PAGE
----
Wednesday, 3 March 2010

Remarkable Rocket ~ a truly versatile vegetable

It has been suggested to me that the salad vegetable, rocket, is so named because of the speed at which it grows. This could be so, as it certainly does grow prolifically and at an astonishing rate. Here you can see a fresh crop coming up in the centre foreground where I crumbled some seed heads not so long ago; it's mixed with parsley and flanked by marigolds, chives, and the rather spindly remains of a silver beet plant:


This vege patch is rather small and I've decided that in future I'll only attempt to put a row of anything in at the back, which is at present occupied by tomato vines, and simply scatter seed and some seedlings over the rest of it. I've wasted loads of growing time waiting for rows of veges to 'finish' so I could plant the next row, and given my tendency to leave taking things out rather longer than is practical I think I'll get greater production this way!

We use a lot of parsley and rocket, so there is never too much of it, and the crowded seedlings wont be crowded for long, which is just as well as they will soon have 'proper' leaves.  You can see a more advanced plant here:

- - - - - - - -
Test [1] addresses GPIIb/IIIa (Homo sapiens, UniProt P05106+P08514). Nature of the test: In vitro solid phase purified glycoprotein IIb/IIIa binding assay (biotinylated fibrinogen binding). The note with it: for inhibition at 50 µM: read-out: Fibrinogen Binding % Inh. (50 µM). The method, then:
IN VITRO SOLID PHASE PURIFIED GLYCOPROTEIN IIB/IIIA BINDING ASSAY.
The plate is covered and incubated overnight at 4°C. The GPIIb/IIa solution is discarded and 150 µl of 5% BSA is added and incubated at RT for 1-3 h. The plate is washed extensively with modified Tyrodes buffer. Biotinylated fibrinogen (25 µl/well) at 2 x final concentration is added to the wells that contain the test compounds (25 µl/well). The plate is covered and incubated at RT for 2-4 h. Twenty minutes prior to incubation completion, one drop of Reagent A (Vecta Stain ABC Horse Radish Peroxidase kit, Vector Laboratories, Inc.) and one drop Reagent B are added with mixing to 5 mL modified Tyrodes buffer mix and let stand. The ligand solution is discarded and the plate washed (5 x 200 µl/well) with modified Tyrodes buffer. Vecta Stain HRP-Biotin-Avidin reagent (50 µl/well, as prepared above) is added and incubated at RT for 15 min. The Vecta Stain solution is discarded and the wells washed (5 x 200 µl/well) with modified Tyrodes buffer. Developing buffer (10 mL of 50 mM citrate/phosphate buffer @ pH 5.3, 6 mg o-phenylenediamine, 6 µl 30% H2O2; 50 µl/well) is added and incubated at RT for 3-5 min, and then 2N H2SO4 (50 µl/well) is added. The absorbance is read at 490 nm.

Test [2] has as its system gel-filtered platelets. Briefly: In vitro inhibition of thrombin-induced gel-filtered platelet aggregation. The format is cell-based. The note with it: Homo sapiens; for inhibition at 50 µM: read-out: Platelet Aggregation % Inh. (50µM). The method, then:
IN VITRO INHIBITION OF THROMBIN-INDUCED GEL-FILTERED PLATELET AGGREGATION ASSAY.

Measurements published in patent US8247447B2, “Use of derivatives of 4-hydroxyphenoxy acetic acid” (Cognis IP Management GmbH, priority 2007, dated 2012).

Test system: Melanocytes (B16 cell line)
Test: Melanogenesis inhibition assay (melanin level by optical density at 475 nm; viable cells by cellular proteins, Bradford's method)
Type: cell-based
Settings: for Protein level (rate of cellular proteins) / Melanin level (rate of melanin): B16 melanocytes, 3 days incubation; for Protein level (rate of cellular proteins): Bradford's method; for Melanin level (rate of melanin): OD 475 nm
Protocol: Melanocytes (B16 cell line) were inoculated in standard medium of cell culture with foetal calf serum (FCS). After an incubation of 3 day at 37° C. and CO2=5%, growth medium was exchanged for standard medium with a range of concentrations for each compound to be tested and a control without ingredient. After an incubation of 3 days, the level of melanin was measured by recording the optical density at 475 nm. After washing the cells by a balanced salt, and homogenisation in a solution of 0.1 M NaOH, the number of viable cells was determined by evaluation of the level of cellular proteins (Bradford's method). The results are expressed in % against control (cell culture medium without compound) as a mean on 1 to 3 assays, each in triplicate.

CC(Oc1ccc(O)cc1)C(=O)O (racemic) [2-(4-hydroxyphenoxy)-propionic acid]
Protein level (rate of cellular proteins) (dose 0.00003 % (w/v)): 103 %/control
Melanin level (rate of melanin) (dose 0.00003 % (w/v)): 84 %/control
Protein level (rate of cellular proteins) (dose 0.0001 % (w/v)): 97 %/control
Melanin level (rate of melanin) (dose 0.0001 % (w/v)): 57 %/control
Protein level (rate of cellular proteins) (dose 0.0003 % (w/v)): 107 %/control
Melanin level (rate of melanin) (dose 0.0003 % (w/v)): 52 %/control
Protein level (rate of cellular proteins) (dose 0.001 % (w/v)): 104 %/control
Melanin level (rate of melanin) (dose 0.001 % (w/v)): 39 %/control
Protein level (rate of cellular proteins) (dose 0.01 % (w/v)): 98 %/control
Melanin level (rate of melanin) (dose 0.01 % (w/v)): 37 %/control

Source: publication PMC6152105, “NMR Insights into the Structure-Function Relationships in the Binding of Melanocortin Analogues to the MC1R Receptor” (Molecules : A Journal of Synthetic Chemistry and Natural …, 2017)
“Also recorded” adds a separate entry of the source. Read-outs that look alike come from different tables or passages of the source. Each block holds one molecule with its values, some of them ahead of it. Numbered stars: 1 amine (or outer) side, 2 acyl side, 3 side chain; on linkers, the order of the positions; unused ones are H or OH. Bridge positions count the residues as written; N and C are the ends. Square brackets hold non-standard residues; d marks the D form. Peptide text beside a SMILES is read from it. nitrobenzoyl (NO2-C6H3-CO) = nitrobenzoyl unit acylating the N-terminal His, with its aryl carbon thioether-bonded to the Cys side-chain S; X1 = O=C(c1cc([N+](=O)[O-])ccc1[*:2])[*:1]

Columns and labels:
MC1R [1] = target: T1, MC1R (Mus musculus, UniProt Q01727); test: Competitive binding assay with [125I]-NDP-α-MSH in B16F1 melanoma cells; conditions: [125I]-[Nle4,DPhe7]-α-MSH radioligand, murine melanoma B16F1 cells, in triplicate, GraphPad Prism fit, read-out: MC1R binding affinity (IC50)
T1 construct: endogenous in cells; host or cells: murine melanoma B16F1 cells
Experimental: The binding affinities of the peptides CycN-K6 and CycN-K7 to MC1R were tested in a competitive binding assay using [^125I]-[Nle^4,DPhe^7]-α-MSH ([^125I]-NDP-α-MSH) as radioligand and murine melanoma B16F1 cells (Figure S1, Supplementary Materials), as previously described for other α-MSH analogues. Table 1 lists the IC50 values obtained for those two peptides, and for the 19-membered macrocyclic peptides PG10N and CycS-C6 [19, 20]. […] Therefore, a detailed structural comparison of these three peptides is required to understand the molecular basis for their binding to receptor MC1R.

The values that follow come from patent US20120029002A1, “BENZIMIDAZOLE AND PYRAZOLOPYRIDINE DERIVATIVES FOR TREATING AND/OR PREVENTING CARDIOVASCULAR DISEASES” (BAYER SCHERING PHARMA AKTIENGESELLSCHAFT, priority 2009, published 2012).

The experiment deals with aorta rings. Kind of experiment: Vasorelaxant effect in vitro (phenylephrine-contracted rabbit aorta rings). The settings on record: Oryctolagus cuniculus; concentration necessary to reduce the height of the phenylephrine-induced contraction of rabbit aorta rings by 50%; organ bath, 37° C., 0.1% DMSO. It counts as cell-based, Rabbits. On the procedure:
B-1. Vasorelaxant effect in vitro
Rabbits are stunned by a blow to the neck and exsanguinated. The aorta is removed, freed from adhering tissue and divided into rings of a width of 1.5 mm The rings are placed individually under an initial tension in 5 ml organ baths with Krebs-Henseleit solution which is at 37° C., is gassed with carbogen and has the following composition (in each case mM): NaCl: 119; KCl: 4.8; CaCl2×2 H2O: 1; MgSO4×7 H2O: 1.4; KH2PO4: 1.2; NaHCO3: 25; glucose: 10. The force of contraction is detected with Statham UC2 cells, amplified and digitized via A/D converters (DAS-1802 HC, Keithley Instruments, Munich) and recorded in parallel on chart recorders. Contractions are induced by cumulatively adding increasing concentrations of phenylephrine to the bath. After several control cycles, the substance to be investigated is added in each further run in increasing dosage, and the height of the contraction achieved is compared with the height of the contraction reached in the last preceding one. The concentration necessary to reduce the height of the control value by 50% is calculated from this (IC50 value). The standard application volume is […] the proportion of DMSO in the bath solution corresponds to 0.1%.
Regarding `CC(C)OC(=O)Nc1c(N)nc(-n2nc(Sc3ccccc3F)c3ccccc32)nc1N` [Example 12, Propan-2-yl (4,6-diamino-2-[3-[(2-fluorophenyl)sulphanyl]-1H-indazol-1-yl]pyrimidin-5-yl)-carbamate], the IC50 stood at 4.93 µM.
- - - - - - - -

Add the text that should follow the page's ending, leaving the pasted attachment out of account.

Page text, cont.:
The mauve-flowered plant at the left is catnip which is popular with the local cats as well as being the favoured destination of many bees. After it has died down in winter our little cat, Louisa, likes to sit on its remains! I hasten to add that this area is well away from the vege patch. Rocket seems to grow easily anywhere.

It's such a tasty salad green. If one is in any doubt as to it's identity, this can instantly be resolved by breaking a piece which will release its distinctive tangy aroma. This mouth-watering smell is part of what makes it so tasty!

Even the flowers are edible, and have a pleasantly nutty flavour.  I'm reluctant to eat flowers at the best of times as it always seems like eating the plant's face (!), but you may find these contribute something special to your meal or snack so I encourage you to give them a try:


Most people know this plant only as a salad green, whereas it's delicious cooked, in stews or casseroles, in place of parsley, or simply steamed. Occasionally if it's been very slow growing it can be a little bitter and stalky, but this isn't usual and I must say I prefer it to silver beet or spinach. I discovered this one winter when our silver beet plants were not producing well and it became our main cooked green. You might enjoy it too.

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